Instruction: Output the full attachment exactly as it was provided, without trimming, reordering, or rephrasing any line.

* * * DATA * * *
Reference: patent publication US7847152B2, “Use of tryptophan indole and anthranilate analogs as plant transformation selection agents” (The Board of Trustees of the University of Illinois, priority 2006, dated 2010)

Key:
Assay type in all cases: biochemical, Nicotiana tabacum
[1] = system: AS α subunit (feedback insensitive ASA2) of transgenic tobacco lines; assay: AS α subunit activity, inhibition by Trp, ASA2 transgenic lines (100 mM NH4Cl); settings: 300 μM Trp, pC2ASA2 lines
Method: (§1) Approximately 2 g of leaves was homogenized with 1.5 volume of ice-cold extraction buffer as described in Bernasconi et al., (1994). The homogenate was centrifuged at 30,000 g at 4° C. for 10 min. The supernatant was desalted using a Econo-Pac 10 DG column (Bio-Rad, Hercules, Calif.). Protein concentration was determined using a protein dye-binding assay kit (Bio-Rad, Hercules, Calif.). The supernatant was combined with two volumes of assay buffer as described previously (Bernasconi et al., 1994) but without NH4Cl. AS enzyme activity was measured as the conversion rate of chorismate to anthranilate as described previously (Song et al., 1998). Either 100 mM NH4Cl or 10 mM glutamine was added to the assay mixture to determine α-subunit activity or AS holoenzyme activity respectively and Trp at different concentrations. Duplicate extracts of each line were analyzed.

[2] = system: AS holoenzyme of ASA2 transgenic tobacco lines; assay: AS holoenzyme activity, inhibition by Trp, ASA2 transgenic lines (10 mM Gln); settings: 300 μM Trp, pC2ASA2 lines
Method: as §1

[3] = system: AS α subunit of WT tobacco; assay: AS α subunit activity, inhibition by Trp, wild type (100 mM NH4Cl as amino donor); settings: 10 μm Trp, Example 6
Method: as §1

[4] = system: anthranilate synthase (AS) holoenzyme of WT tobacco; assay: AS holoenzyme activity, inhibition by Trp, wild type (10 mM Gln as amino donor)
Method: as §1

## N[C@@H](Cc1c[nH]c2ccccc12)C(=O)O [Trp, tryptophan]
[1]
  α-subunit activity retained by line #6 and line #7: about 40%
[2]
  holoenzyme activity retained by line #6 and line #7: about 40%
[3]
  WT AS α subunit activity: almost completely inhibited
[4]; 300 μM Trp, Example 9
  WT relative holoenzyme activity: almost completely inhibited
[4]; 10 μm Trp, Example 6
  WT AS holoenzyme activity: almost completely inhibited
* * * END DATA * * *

Reference: patent publication US7847152B2, “Use of tryptophan indole and anthranilate analogs as plant transformation selection agents” (The Board of Trustees of the University of Illinois, priority 2006, dated 2010)

Key:
Assay type in all cases: biochemical, Nicotiana tabacum
[1] = system: AS α subunit (feedback insensitive ASA2) of transgenic tobacco lines; assay: AS α subunit activity, inhibition by Trp, ASA2 transgenic lines (100 mM NH4Cl); settings: 300 μM Trp, pC2ASA2 lines
Method: (§1) Approximately 2 g of leaves was homogenized with 1.5 volume of ice-cold extraction buffer as described in Bernasconi et al., (1994). The homogenate was centrifuged at 30,000 g at 4° C. for 10 min. The supernatant was desalted using a Econo-Pac 10 DG column (Bio-Rad, Hercules, Calif.). Protein concentration was determined using a protein dye-binding assay kit (Bio-Rad, Hercules, Calif.). The supernatant was combined with two volumes of assay buffer as described previously (Bernasconi et al., 1994) but without NH4Cl. AS enzyme activity was measured as the conversion rate of chorismate to anthranilate as described previously (Song et al., 1998). Either 100 mM NH4Cl or 10 mM glutamine was added to the assay mixture to determine α-subunit activity or AS holoenzyme activity respectively and Trp at different concentrations. Duplicate extracts of each line were analyzed.

[2] = system: AS holoenzyme of ASA2 transgenic tobacco lines; assay: AS holoenzyme activity, inhibition by Trp, ASA2 transgenic lines (10 mM Gln); settings: 300 μM Trp, pC2ASA2 lines
Method: as §1

[3] = system: AS α subunit of WT tobacco; assay: AS α subunit activity, inhibition by Trp, wild type (100 mM NH4Cl as amino donor); settings: 10 μm Trp, Example 6
Method: as §1

[4] = system: anthranilate synthase (AS) holoenzyme of WT tobacco; assay: AS holoenzyme activity, inhibition by Trp, wild type (10 mM Gln as amino donor)
Method: as §1

## N[C@@H](Cc1c[nH]c2ccccc12)C(=O)O [Trp, tryptophan]
[1]
  α-subunit activity retained by line #6 and line #7: about 40%
[2]
  holoenzyme activity retained by line #6 and line #7: about 40%
[3]
  WT AS α subunit activity: almost completely inhibited
[4]; 300 μM Trp, Example 9
  WT relative holoenzyme activity: almost completely inhibited
[4]; 10 μm Trp, Example 6
  WT AS holoenzyme activity: almost completely inhibited